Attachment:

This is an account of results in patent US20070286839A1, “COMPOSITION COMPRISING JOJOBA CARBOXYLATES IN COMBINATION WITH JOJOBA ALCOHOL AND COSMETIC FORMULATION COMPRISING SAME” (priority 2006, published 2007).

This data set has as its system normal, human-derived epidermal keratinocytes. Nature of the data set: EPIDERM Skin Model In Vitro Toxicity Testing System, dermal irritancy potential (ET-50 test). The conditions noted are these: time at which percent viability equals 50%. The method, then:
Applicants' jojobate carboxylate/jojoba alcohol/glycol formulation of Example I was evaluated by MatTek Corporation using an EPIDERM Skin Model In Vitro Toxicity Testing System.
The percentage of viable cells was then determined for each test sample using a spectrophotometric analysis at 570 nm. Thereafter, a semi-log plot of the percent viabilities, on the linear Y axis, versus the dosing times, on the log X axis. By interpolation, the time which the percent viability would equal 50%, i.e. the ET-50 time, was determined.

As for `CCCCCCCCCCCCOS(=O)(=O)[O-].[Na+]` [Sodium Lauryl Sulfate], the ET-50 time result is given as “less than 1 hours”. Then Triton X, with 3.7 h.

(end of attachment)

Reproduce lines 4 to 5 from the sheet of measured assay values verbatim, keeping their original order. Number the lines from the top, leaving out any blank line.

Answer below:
The percentage of viable cells was then determined for each test sample using a spectrophotometric analysis at 570 nm. Thereafter, a semi-log plot of the percent viabilities, on the linear Y axis, versus the dosing times, on the log X axis. By interpolation, the time which the percent viability would equal 50%, i.e. the ET-50 time, was determined.

As for `CCCCCCCCCCCCOS(=O)(=O)[O-].[Na+]` [Sodium Lauryl Sulfate], the ET-50 time result is given as “less than 1 hours”. Then Triton X, with 3.7 h.